Half a croissant, on a plate, with a sign in front of it saying '50c'
h a l f b a k e r y
Extruded? Are you sure?

idea: add, search, annotate, link, view, overview, recent, by name, random

meta: news, help, about, links, report a problem

account: browse anonymously, or get an account and write.



One Click Pay for all my torrents

An online service that crawls my computer, finds illegally copied media, and negotiates a single price to make it all legal.
  (+3, -1)
(+3, -1)
  [vote for,

As one gets older and richer, one uses torrents not to save money but time, and to get a better product. Software is quicker and easier to install. Drm free media is handy and quick, compared to regionlocks and other silliness of legit media.

What I want is a way to legalize everything on my pc, quick and simple. "this computer, and WifePc, and Kidspc, together have 258 songs, 32 movies, and 6 apps that aren't legal. To buy these all for $379, click here. To buy and/or delete certain ones, click here."

I want discounts, too. I want an amnesty discount for being honest, and further discounts for outdated software no one would buy today, and further discounts for bulk purchases. And, I want a large (90% say) discount for media I bought and ripped, and shared only among devices I own.

And of course I want anonymizing protection in case the sellers price is unacceptable or I decide not to buy for any reason.

I imagine this as either an Amazon service, or an open source torrent client feature.

I can think of only three little requirements between this and reality:

1. IP owners are willing to negotiate with known pirates;

2. Most users would trust the product not to rat them out to the law; and

3 that it was possible for code to determine which media you had purchased, as opposed to legally downloaded or ripped content.

This is what i wished sean parker had done with napster.

Any requirements I missed? Fire away!

white, Nov 17 2011


       If you ripped it yourself your local copy is legal. It's distributing it that's illegal. No **AA would grant you a distribution license so you may as well completely ignore that part.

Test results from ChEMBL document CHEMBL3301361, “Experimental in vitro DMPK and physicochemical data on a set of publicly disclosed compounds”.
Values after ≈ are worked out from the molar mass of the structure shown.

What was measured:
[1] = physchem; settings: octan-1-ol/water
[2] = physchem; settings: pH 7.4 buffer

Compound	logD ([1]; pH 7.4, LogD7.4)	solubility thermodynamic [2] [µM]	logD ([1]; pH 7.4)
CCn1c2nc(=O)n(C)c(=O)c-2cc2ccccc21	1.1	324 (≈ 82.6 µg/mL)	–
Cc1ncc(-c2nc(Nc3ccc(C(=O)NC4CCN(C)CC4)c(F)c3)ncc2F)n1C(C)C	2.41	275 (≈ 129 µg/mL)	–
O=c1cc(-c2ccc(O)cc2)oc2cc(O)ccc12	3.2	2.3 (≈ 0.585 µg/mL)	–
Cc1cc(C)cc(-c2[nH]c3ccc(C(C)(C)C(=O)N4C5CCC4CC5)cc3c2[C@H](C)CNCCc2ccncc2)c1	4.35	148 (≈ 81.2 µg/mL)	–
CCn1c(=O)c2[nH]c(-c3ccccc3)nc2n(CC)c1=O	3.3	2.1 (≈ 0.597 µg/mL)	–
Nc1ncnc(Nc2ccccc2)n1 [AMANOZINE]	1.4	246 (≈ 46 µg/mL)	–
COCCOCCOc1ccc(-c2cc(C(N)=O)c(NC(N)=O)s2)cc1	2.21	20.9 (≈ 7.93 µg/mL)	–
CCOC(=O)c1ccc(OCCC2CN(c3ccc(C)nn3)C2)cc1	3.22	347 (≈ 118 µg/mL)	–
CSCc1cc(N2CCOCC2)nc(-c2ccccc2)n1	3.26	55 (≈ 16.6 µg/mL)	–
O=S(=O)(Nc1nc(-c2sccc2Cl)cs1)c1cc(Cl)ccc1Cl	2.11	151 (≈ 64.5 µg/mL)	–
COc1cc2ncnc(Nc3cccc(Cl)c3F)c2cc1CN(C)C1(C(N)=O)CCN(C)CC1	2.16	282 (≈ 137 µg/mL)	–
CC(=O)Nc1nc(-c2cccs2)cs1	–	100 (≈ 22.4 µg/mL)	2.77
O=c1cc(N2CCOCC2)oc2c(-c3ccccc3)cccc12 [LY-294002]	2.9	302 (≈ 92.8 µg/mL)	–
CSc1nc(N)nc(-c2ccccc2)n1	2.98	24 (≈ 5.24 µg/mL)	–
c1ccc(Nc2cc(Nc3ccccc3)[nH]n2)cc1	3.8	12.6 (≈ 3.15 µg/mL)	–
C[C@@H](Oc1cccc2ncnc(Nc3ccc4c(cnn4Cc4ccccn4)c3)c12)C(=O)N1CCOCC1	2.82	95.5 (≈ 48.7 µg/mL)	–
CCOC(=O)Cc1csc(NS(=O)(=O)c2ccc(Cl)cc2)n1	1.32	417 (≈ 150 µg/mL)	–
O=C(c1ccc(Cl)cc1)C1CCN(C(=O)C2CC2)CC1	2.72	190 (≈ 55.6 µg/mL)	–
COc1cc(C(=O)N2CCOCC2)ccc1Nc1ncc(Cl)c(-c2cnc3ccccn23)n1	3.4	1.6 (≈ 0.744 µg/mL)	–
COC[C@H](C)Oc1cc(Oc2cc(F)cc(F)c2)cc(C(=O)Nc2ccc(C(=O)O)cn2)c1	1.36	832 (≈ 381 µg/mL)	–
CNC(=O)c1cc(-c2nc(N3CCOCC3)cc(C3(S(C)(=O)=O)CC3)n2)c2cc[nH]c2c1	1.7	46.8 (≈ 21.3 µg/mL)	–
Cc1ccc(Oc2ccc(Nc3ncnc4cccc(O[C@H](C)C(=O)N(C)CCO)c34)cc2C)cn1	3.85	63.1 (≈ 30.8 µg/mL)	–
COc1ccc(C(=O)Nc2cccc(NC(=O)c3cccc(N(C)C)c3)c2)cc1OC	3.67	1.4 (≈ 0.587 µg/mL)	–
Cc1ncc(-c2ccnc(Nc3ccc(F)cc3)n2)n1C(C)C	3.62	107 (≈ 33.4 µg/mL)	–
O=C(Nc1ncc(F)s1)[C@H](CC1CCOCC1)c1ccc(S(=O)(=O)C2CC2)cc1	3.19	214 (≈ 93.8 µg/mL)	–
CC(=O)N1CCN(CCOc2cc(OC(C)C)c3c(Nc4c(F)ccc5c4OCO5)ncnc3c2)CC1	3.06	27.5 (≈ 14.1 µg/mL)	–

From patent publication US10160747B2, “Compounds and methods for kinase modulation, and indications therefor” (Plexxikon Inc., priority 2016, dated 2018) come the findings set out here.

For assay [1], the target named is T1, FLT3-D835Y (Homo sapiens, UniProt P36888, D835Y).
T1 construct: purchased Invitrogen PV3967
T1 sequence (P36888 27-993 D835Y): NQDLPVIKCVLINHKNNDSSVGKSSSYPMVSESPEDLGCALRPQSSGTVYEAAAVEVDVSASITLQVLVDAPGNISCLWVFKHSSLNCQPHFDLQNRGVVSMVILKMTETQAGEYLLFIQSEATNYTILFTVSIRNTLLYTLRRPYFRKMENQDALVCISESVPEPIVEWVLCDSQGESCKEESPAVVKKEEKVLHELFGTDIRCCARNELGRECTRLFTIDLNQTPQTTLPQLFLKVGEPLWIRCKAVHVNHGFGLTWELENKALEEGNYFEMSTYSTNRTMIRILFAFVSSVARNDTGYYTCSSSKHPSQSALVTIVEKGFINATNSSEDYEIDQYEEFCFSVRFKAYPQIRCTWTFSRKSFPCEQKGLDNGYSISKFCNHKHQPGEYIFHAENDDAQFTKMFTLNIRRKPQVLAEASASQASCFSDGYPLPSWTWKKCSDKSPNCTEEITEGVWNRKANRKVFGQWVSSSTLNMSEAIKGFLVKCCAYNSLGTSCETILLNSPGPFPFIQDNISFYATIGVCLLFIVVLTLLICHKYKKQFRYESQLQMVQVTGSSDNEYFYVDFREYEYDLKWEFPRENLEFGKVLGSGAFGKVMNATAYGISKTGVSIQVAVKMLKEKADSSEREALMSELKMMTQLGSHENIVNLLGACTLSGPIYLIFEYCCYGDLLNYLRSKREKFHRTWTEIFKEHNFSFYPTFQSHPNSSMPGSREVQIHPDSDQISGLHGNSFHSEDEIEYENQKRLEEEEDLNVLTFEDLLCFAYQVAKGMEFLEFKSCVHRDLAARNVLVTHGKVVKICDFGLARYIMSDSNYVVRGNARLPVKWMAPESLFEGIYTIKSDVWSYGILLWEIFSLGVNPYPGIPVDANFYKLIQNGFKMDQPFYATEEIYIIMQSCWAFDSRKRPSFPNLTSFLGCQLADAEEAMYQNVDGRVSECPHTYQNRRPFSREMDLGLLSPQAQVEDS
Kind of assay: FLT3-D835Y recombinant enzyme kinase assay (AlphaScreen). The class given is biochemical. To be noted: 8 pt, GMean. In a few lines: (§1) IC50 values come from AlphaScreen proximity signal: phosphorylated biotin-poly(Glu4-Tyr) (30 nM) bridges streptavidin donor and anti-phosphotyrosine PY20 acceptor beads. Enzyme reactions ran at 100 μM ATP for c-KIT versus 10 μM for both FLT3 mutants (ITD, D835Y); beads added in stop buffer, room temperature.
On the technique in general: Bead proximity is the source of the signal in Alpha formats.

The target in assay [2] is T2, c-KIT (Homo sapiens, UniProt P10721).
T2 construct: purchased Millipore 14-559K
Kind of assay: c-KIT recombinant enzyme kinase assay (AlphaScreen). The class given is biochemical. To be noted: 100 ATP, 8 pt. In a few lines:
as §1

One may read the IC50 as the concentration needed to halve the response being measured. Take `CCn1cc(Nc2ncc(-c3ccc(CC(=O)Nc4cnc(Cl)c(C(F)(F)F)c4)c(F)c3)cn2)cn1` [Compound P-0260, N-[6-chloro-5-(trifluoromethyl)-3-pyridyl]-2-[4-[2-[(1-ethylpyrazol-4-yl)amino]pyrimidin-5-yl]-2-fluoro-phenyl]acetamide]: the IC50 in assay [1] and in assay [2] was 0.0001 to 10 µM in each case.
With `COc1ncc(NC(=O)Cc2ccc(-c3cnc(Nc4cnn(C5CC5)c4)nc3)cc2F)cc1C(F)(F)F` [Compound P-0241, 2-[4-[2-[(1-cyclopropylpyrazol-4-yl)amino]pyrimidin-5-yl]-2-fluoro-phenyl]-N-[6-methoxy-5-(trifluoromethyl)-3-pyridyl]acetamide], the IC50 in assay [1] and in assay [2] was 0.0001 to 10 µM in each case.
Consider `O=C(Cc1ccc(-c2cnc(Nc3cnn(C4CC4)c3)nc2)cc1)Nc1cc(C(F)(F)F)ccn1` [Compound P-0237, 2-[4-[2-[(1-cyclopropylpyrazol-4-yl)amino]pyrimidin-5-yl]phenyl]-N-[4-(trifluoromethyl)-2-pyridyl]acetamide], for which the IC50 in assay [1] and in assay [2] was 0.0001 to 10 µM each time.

As for the rest, bun.   

       EDIT: Also the **AA wouldn't go for this, as they get more from payoff money than from commerce.
Voice, Nov 17 2011

       Ignore the "law", make a donation to the musicians benevolent fund, job done.
pocmloc, Nov 17 2011

       An evil registration app would wait a few years until it's really popular, sell out every user by sending all their information and what they've got to the **AA's for a billion dollars, change it's name, and start all over again.
Voice, Nov 17 2011

       Voice, agreed. What do you do with your horrifyingly evil ideas? I post them in hopes of salting the earth, but looking for better approaches.
white, Nov 17 2011

       Much simpler to pay some kind of blanket license fee as radio stations do. You'd probably be limited to one record label per payment though.
mitxela, Nov 17 2011

       mitxela, a blanket license might work if we were only talking about music but actually, I would want this to cover any sort of downloadable content - music, books, software, videos, journal articles, etc.
white, Apr 05 2012

       Voice, good point about local copies. I amended the idea accordingly.
white, Apr 05 2012

       Bun. I'd implement this myself if I had the time. Not sure I want to go to Sony Music and say something like "How about an amnesty fee for people's illegally downloaded music?" Them bastards are evil about these things.   

       I have to think about the implementation details. It could have a metadata marker in the media files themselves, so that you dont pay twice accidentally. Ot keep some other tally of what you'd already bought. You'd need to be able to transfer it accross computers as well.
Carmi, Apr 07 2012


back: main index

business  computer  culture  fashion  food  halfbakery  home  other  product  public  science  sport  vehicle